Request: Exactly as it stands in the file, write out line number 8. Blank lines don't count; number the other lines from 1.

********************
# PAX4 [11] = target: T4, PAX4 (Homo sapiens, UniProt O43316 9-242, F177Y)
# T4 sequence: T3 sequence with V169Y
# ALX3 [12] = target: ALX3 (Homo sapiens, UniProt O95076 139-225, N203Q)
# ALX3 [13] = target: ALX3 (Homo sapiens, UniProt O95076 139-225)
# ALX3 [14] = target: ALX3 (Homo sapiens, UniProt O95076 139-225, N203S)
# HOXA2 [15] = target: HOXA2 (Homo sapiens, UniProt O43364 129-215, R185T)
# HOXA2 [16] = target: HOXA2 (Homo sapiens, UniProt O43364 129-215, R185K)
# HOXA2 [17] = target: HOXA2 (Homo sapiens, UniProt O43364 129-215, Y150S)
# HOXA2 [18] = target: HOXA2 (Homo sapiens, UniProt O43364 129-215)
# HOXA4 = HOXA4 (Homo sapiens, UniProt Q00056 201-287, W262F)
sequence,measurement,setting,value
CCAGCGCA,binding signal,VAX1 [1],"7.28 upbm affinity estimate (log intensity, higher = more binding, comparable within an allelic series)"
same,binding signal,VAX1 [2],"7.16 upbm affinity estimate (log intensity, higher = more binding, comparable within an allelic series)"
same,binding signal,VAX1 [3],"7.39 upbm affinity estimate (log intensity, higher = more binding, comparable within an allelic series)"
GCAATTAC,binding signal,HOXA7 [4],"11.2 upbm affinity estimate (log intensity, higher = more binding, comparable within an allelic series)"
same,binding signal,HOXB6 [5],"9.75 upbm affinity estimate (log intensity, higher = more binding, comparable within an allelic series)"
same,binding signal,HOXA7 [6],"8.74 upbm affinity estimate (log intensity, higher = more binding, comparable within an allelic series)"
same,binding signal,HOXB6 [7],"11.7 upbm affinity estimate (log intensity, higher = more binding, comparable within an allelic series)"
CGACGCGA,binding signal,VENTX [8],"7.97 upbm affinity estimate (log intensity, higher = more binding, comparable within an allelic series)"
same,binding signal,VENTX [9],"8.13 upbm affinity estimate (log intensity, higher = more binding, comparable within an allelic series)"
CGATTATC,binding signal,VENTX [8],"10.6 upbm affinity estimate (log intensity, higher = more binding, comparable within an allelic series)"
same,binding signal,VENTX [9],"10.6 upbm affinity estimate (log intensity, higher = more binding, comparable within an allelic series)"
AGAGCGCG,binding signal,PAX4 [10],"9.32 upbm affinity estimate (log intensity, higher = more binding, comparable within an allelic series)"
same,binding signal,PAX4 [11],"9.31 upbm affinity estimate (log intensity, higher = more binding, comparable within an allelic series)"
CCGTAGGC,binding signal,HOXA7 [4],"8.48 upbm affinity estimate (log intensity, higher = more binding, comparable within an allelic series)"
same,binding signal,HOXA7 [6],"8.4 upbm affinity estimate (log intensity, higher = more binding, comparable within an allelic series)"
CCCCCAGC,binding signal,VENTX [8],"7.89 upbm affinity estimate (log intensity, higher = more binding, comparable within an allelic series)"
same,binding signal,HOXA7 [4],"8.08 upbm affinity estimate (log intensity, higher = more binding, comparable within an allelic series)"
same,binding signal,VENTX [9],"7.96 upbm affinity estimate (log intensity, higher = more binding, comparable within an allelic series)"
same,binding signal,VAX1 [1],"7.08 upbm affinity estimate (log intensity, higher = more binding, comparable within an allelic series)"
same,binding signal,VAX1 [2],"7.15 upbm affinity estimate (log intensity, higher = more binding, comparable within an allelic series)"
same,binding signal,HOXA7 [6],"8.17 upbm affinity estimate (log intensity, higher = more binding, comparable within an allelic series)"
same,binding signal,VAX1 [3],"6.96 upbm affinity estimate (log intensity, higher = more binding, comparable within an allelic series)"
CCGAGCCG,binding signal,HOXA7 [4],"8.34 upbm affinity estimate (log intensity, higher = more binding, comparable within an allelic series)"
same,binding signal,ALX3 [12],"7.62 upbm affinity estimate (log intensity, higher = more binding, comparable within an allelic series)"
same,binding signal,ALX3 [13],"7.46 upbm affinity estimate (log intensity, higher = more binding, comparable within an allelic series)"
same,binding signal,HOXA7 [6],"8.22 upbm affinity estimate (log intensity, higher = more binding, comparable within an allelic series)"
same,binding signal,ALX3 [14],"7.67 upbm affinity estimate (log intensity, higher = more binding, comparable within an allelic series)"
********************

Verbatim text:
# HOXA2 [17] = target: HOXA2 (Homo sapiens, UniProt O43364 129-215, Y150S)